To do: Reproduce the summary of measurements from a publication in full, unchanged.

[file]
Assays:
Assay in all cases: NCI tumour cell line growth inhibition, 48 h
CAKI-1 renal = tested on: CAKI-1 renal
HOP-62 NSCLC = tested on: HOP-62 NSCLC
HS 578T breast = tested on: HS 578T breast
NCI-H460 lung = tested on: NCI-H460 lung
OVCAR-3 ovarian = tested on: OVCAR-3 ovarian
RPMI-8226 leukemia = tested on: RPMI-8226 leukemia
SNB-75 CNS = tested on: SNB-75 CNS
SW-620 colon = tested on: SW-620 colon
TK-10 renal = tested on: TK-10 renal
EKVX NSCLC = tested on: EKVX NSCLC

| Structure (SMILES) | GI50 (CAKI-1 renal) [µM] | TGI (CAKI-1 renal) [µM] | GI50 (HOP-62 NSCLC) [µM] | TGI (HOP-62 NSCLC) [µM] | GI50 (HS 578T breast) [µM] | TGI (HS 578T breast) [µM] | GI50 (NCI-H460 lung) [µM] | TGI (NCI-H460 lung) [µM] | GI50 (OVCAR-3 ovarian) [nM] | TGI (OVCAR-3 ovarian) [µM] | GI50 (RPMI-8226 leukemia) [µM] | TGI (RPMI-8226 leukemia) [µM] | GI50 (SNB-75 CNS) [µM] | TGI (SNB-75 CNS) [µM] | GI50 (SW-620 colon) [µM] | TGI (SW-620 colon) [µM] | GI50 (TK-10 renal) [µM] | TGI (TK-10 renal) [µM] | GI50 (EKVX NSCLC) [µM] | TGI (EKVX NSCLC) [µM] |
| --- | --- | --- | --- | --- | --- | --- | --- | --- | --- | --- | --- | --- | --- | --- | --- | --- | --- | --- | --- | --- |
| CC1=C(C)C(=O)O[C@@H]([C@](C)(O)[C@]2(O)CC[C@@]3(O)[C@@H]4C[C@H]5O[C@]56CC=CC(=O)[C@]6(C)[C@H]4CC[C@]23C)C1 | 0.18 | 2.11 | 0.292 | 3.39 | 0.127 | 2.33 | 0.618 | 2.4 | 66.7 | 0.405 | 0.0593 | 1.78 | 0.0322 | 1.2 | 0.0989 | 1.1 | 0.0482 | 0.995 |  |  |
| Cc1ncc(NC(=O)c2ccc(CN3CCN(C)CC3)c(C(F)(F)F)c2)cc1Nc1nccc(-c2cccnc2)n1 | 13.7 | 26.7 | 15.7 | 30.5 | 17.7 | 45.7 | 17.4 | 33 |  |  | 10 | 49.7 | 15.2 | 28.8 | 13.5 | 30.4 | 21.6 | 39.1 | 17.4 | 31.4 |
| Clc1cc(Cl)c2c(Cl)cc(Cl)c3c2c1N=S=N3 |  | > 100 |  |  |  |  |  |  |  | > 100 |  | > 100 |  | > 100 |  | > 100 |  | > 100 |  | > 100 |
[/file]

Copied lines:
Assays:
Assay in all cases: NCI tumour cell line growth inhibition, 48 h
CAKI-1 renal = tested on: CAKI-1 renal
HOP-62 NSCLC = tested on: HOP-62 NSCLC
HS 578T breast = tested on: HS 578T breast
NCI-H460 lung = tested on: NCI-H460 lung
OVCAR-3 ovarian = tested on: OVCAR-3 ovarian
RPMI-8226 leukemia = tested on: RPMI-8226 leukemia
SNB-75 CNS = tested on: SNB-75 CNS
SW-620 colon = tested on: SW-620 colon
TK-10 renal = tested on: TK-10 renal
EKVX NSCLC = tested on: EKVX NSCLC

| Structure (SMILES) | GI50 (CAKI-1 renal) [µM] | TGI (CAKI-1 renal) [µM] | GI50 (HOP-62 NSCLC) [µM] | TGI (HOP-62 NSCLC) [µM] | GI50 (HS 578T breast) [µM] | TGI (HS 578T breast) [µM] | GI50 (NCI-H460 lung) [µM] | TGI (NCI-H460 lung) [µM] | GI50 (OVCAR-3 ovarian) [nM] | TGI (OVCAR-3 ovarian) [µM] | GI50 (RPMI-8226 leukemia) [µM] | TGI (RPMI-8226 leukemia) [µM] | GI50 (SNB-75 CNS) [µM] | TGI (SNB-75 CNS) [µM] | GI50 (SW-620 colon) [µM] | TGI (SW-620 colon) [µM] | GI50 (TK-10 renal) [µM] | TGI (TK-10 renal) [µM] | GI50 (EKVX NSCLC) [µM] | TGI (EKVX NSCLC) [µM] |
| --- | --- | --- | --- | --- | --- | --- | --- | --- | --- | --- | --- | --- | --- | --- | --- | --- | --- | --- | --- | --- |
| CC1=C(C)C(=O)O[C@@H]([C@](C)(O)[C@]2(O)CC[C@@]3(O)[C@@H]4C[C@H]5O[C@]56CC=CC(=O)[C@]6(C)[C@H]4CC[C@]23C)C1 | 0.18 | 2.11 | 0.292 | 3.39 | 0.127 | 2.33 | 0.618 | 2.4 | 66.7 | 0.405 | 0.0593 | 1.78 | 0.0322 | 1.2 | 0.0989 | 1.1 | 0.0482 | 0.995 |  |  |
| Cc1ncc(NC(=O)c2ccc(CN3CCN(C)CC3)c(C(F)(F)F)c2)cc1Nc1nccc(-c2cccnc2)n1 | 13.7 | 26.7 | 15.7 | 30.5 | 17.7 | 45.7 | 17.4 | 33 |  |  | 10 | 49.7 | 15.2 | 28.8 | 13.5 | 30.4 | 21.6 | 39.1 | 17.4 | 31.4 |
| Clc1cc(Cl)c2c(Cl)cc(Cl)c3c2c1N=S=N3 |  | > 100 |  |  |  |  |  |  |  | > 100 |  | > 100 |  | > 100 |  | > 100 |  | > 100 |  | > 100 |